What is equity dilution?

Equity dilution occurs automatically when more shares are issued, making room for more shareholders. The size of the pie increases so everyone’s piece shrinks.

When should a spouse sign an equity agreement?

In Common property marriage states, a spouse should sign an equity agreement.

Sometimes states consider any property earned while in a marriage to be community property of the spouses. California is one of these states. That means if a person founds a company while married, 50 percent of that person’s shares will belong to her spouse. States do this to recognize the joint role played by spouses in the betterment of the community.

This issue can be resolved many ways, one of those is by having the spouse sign an equity agreement.  

What is “fully-diluted ownership percentage”?

Ownership percentages of a company can be calculated based on an “issued and outstanding” basis or a “fully-diluted” basis. Let’s take a look at issued and outstanding first.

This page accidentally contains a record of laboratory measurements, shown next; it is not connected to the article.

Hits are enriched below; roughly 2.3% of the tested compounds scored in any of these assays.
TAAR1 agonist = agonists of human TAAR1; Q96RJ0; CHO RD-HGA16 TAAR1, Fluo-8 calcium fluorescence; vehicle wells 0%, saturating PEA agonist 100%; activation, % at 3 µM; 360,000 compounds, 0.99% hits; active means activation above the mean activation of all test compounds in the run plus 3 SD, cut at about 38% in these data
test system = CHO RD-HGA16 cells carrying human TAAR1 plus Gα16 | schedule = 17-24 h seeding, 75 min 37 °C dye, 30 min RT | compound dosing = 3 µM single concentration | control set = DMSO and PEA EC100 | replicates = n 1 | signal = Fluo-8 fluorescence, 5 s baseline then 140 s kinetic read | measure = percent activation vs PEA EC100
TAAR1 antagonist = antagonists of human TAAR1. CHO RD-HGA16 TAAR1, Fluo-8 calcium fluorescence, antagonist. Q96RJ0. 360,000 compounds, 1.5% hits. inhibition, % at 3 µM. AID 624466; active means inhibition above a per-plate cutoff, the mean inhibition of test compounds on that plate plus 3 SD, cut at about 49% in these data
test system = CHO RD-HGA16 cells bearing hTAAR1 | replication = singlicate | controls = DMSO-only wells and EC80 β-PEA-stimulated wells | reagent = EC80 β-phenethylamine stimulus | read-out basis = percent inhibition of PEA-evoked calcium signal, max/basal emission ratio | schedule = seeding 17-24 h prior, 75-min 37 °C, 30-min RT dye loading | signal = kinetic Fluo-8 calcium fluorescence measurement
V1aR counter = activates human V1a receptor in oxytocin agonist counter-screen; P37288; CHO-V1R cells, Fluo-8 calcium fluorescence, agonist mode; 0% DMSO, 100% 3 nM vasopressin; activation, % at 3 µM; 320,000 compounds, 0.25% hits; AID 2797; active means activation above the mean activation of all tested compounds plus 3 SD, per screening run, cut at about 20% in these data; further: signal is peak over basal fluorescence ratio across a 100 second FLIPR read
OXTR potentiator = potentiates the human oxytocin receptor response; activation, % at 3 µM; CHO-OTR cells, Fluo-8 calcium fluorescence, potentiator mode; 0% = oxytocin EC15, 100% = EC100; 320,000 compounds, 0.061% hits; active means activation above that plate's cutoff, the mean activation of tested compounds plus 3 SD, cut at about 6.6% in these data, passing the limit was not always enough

What are issued and outstanding shares?

When a corporation issues stock to a person, those shares are categorized as “issued and outstanding.” This is because the shares are both issued in that they have been granted and outstanding in that they have yet to be bought back. When ownership percentage is calculated based only on issued and outstanding shares, the percentage is usually inflated.

Consider this cap table as an example. Based on the total of 5 million shares issued and outstanding, Yuri owns 60 percent of the company and Ryan owns 40 percent.

Name Shares
Issued and Outstanding
Percentage Issued
and Outstanding

This ownership will shrink when it includes fully diluted shares.

How does dilution work?

Calculating ownership percentage based on a fully diluted basis includes two other types of shares in the calculation: stock options and the unallocated option pool.